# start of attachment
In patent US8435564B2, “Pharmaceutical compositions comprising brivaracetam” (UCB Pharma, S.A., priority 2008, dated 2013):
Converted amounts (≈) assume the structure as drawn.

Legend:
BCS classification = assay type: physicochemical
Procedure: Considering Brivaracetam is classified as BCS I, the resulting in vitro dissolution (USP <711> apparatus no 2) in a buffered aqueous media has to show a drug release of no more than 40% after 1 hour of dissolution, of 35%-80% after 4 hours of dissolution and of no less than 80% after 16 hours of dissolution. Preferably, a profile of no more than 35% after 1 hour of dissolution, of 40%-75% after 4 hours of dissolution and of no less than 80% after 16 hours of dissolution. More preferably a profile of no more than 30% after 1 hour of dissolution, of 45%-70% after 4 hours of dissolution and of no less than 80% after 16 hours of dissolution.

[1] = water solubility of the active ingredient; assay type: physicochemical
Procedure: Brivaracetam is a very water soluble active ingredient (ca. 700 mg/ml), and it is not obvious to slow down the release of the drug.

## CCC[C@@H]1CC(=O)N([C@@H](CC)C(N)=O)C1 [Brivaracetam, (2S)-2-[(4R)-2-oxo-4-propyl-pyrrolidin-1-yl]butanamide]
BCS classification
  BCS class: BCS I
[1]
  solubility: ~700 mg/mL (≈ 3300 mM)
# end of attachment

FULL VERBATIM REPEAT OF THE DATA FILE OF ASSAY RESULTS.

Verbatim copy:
In patent US8435564B2, “Pharmaceutical compositions comprising brivaracetam” (UCB Pharma, S.A., priority 2008, dated 2013):
Converted amounts (≈) assume the structure as drawn.

Legend:
BCS classification = assay type: physicochemical
Procedure: Considering Brivaracetam is classified as BCS I, the resulting in vitro dissolution (USP <711> apparatus no 2) in a buffered aqueous media has to show a drug release of no more than 40% after 1 hour of dissolution, of 35%-80% after 4 hours of dissolution and of no less than 80% after 16 hours of dissolution. Preferably, a profile of no more than 35% after 1 hour of dissolution, of 40%-75% after 4 hours of dissolution and of no less than 80% after 16 hours of dissolution. More preferably a profile of no more than 30% after 1 hour of dissolution, of 45%-70% after 4 hours of dissolution and of no less than 80% after 16 hours of dissolution.

[1] = water solubility of the active ingredient; assay type: physicochemical
Procedure: Brivaracetam is a very water soluble active ingredient (ca. 700 mg/ml), and it is not obvious to slow down the release of the drug.

## CCC[C@@H]1CC(=O)N([C@@H](CC)C(N)=O)C1 [Brivaracetam, (2S)-2-[(4R)-2-oxo-4-propyl-pyrrolidin-1-yl]butanamide]
BCS classification
  BCS class: BCS I
[1]
  solubility: ~700 mg/mL (≈ 3300 mM)